What we are seeing now is the Freddie/Fannie model applied to the entire financial sector. You need a government guarantee in order to be a player. Once government-guaranteed firms are on a firm footing, the equivalent of "affordable housing goals" is sure to follow. That is, government will be bossing capital around to an even larger extent than before.
I have a sinking feeling that misplaced hostility towards free markets (how exactly are our current markets "free?") will lead to policies and regulations that are increasingly hostile to liberty and capitalism. Maybe not...maybe everyone will just agree to make markets more transparent, thereby allowing for a better understanding of risk. But I'm skeptical that things will work out that nicely.
So economic liberty is in for a rough ride in the coming years (decades?). But I'm confident that, in time, the failures due to whatever increases in government intervention the reaction to the current crisis brings will become evident, trickling down from brilliant academics all the way down to the masses. Eventually pop-economics books will be written that use clever metaphors and narratives to convey the flaws of government intervention to society. So there's hope. As Russ Roberts has said:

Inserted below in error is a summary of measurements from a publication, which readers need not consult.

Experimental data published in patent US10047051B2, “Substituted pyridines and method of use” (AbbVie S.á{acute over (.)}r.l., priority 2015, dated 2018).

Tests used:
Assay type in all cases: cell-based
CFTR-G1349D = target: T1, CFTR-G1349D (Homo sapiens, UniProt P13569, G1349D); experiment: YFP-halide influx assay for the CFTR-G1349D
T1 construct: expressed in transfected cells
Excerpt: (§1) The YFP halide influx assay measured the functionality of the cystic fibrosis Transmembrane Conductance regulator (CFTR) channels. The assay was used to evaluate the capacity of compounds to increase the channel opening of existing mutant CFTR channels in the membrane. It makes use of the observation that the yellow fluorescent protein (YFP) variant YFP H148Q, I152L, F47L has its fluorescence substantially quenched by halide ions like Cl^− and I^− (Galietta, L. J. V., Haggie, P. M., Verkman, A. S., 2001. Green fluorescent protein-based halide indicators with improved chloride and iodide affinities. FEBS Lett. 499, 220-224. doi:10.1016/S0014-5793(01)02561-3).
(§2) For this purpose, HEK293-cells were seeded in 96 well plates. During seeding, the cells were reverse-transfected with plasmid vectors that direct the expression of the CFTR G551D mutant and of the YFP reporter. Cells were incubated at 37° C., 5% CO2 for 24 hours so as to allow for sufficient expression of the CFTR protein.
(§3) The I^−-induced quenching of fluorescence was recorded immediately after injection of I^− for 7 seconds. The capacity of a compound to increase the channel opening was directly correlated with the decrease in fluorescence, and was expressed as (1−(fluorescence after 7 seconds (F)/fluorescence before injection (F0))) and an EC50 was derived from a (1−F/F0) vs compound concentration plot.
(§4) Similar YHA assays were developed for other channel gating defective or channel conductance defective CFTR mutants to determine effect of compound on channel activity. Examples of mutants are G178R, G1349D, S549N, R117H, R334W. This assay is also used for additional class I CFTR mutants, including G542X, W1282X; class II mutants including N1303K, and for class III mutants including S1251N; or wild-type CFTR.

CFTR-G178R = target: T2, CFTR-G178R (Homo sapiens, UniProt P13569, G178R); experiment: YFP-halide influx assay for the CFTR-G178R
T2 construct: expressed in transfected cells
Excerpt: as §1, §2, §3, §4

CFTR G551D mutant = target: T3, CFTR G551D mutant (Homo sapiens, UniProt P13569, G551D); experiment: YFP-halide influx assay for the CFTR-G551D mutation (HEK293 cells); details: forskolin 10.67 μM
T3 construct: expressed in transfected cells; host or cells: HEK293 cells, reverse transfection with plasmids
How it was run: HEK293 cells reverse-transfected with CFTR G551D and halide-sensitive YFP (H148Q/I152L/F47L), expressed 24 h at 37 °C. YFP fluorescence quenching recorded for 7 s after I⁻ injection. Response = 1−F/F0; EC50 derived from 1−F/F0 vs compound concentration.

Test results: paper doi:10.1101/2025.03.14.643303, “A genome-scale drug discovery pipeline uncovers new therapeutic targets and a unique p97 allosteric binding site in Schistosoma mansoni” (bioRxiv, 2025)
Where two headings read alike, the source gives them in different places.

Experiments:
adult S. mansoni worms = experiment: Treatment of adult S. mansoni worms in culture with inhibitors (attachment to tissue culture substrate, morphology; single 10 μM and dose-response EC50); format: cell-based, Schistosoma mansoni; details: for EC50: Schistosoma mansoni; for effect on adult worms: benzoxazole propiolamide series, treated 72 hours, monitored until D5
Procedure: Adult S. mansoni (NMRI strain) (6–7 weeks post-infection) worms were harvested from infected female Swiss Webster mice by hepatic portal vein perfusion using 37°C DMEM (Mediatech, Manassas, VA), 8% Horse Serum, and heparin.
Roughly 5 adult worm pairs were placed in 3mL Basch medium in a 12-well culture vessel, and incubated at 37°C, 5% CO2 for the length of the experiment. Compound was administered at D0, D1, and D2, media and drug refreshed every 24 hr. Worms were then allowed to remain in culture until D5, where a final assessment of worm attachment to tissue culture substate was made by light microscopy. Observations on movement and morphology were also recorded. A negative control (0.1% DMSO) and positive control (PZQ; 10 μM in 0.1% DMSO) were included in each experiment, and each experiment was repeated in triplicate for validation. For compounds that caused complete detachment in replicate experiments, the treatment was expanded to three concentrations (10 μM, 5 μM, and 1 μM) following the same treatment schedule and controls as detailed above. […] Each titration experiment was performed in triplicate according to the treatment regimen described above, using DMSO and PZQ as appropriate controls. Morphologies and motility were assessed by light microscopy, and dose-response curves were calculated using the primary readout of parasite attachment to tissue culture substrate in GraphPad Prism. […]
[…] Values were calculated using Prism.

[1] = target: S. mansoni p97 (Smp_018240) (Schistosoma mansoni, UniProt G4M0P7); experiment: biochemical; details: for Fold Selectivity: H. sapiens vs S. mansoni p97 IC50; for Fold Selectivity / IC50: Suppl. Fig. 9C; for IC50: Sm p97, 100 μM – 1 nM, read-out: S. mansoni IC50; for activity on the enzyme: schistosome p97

So if you love liberty and fear those who would engineer our well-being rather than let it emerge from our free choices, if you love liberty and fear those who would use good intentions as an excuse for plunder, don't worry. We'll have our day down the road. Keep reading and writing and thinking. And don't yell. Above all, smile and hold firm to your principles. They will be remembered and valued when the pendulum swings the other way. It's just a matter of time.
Hopefully sooner rather than later.